On June 1, the Kurdish Workers Party (PKK) announced an end to its 13-month unilateral ceasefire. Since 1984, the PKK has waged an armed struggle against the Turkish state for Kurdish self-determination.
A day earlier, imprisoned PKK leader Abdullah Ocalan announced that he was withdrawing from negotiations. He cited a disconnect between the Turkish government’s promised reforms and continued violent repression of Turkey’s Kurdish population.
At least 20 Turkish soldiers have been killed since the ceasefire was called off. On June 19, 11 soldiers were killed in a PKK attack on a military border post at Semdinli. This was the biggest Turkish military loss for two years, the June 24 Al-Ahram Weekly said.
In response, Turkish military attacks against PKK bases in Iraqi Kurdistan have continued. On June 21, AFP said civilian casualties in Turkish attacks included a 15-year-old girl.
The PKK has observed six ceasefires since 1984. The latest was in response to promised democratic reforms and a relaxation in the national oppression of non-Turkish minorities by the Justice and Development Party (AKP) government.
Kurdistan has been divided and occupied by Turkey, Syria, Iraq and Iran since the collapse of the Ottoman Empire. After World War I, Western imperialist powers carved up the Middle East.
The Turkish Republic, founded in 1923, was based on a secular authoritarian nationalist ideology. During the Cold War it became a close US ally and member of NATO.
A 1980 military coup began a 10-year military dictatorship in Turkey. The regime committed brutal repression against trade unionists and socialists, as well as the Kurdish liberation movement.
In its drive to promote ethnic nationalism, the Turkish state banned the Kurdish language and expressions of Kurdish culture. In the face of such attacks, the left-wing PKK launched its armed struggle.
The conflict has so far cost almost 40,000 lives — mainly Kurdish civilians killed by the Turkish military.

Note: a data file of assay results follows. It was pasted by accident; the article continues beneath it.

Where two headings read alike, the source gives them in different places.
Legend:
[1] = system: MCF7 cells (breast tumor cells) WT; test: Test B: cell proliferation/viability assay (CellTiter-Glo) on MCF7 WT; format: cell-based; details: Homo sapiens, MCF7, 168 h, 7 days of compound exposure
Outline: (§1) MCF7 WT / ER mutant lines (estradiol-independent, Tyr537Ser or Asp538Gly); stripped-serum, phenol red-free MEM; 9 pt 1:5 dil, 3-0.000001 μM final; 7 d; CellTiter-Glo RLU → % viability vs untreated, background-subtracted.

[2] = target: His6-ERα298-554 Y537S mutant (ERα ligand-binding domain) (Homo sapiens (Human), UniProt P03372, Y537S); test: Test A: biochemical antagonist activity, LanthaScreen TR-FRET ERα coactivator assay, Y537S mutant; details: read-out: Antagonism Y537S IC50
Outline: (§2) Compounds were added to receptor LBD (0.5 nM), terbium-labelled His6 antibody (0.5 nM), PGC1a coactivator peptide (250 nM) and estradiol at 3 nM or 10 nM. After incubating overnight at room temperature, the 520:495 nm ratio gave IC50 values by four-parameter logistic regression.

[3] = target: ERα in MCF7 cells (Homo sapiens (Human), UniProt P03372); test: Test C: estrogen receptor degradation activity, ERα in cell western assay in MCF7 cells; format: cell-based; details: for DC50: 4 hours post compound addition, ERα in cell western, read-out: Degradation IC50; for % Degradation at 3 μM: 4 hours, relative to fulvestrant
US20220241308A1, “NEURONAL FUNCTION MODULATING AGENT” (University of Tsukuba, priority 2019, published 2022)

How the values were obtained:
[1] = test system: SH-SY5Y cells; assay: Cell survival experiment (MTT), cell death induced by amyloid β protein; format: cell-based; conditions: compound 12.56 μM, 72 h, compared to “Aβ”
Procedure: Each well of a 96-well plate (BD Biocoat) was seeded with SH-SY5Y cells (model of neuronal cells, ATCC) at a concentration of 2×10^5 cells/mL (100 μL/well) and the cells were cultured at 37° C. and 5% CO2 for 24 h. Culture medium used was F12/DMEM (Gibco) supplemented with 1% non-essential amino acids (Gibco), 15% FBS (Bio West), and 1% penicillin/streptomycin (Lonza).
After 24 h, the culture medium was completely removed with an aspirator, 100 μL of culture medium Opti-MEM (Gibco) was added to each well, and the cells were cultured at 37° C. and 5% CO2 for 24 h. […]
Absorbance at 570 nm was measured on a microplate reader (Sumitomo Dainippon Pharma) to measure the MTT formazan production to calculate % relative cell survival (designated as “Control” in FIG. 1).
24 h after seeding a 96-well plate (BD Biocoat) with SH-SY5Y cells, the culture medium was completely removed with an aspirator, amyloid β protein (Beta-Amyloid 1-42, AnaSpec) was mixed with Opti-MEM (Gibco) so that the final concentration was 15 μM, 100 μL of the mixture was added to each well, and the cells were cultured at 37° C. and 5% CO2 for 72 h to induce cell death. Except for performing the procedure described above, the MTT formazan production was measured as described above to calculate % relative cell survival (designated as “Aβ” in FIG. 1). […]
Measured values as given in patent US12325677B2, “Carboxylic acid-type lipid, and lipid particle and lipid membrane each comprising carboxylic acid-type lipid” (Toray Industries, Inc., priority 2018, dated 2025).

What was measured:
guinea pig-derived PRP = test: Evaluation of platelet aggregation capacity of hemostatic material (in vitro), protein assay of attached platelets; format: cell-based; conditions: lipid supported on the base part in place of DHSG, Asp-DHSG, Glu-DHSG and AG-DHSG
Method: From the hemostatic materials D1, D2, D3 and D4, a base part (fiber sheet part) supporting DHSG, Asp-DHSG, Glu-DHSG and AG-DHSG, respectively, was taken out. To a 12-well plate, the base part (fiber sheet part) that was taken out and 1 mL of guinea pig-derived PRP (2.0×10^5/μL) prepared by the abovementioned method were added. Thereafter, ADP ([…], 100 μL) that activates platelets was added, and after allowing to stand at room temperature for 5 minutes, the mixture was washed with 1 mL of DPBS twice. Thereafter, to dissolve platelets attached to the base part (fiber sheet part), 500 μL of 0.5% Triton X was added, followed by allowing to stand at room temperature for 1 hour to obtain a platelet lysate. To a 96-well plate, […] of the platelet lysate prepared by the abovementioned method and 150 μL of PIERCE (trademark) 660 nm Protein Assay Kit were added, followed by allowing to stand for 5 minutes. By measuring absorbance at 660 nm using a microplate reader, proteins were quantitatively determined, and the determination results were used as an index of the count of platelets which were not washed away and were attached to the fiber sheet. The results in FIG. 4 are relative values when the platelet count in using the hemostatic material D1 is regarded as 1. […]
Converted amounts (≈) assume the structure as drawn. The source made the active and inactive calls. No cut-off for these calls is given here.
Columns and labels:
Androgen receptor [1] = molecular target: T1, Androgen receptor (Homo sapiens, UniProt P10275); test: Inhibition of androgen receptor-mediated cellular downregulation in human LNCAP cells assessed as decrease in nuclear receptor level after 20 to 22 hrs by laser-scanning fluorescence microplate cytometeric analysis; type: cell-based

This repression has continued since the restoration of civilian rule, as has military involvement in politics, including the overthrow of a government.
Since its 2003 election, the AKP has made some moves to liberalise Turkey — although tentatively, due to both the opposition of sections of the military and judiciary, and a neoliberal economic policy that necessitates continued repression of trade unions and the left.
The AKP government has relaxed bans on Kurdish language and culture. The PKK began its ceasefire in 2009 after the government licensed a Kurdish language TV-station, permitted Kurdish to be spoken in prison and promised to set up a Kurdish-language university faculty.
However, the government opposed Kurdish being taught in schools or any moves toward Kurdish autonomy.
In its June 1 statement, the PKK accused the AKP government of talking about peace while continuing repression. Military attacks on PKK bases in Iraqi Kurdistan have continued.
The government allowed the Kurdish Democratic Society Party (DTP) to contest local government elections in March 2009, in which 99 DTP mayors were elected. But it arrested more than 1500 elected Kurdish politicians.
In December, the DTP was banned.
The AKP’s contradictory approach toward the peace process is partly the result of the pressure from more conservative sectors of the establishment. It was an anti-AKP Constitutional Court that decreed the banning of the DTP.